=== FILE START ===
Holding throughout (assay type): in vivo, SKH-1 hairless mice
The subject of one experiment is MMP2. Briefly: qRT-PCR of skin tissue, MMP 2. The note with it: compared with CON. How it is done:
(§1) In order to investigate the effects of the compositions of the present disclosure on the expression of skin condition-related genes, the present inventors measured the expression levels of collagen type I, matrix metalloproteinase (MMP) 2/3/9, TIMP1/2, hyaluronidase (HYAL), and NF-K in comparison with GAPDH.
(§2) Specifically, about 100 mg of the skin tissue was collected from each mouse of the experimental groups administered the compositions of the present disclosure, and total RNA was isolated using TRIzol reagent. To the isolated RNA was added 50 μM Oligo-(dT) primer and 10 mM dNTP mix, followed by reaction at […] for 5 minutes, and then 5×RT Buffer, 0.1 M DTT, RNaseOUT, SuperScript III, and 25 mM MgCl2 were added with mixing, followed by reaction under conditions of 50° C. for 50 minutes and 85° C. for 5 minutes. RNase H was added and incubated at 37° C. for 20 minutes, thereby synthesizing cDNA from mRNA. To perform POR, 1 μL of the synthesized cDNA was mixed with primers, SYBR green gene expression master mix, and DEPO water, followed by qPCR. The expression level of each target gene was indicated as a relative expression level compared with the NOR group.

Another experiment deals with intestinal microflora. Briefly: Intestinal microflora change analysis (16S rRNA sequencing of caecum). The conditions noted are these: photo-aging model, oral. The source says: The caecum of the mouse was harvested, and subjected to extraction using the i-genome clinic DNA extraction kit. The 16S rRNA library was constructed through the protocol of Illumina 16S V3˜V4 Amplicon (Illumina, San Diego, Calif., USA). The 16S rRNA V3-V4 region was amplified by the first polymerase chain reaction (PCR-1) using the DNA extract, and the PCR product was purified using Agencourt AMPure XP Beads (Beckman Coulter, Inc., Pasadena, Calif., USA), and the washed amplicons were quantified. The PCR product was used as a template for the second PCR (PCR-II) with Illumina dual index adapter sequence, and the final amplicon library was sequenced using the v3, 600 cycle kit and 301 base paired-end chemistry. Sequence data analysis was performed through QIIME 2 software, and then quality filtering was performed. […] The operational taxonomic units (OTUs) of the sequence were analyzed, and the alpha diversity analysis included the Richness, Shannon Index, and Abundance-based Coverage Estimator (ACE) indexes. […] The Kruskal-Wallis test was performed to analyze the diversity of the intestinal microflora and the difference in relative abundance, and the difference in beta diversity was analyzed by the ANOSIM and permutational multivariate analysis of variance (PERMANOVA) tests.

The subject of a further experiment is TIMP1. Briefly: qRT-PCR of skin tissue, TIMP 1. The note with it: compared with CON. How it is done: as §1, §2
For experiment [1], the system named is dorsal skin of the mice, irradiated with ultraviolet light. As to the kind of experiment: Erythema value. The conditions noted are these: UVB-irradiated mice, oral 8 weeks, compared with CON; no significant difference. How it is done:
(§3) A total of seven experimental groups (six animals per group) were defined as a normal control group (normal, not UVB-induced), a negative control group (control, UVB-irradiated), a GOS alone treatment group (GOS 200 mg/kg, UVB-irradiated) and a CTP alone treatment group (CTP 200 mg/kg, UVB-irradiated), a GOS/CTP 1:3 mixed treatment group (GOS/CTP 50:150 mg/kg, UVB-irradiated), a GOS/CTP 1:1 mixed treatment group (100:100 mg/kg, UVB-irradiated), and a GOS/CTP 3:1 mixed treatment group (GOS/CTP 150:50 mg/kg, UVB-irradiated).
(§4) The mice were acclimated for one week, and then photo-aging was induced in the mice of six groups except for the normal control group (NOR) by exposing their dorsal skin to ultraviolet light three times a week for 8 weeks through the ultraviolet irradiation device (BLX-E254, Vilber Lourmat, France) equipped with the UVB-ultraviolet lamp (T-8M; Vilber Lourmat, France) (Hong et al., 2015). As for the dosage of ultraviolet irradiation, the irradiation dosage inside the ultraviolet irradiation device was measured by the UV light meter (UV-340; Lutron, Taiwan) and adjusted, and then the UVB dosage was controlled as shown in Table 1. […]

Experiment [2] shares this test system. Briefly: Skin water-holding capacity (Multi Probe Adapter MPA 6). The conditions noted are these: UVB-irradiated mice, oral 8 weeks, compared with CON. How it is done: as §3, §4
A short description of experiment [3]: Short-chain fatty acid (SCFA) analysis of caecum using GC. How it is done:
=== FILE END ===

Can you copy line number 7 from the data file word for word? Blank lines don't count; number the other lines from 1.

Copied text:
For experiment [1], the system named is dorsal skin of the mice, irradiated with ultraviolet light. As to the kind of experiment: Erythema value. The conditions noted are these: UVB-irradiated mice, oral 8 weeks, compared with CON; no significant difference. How it is done: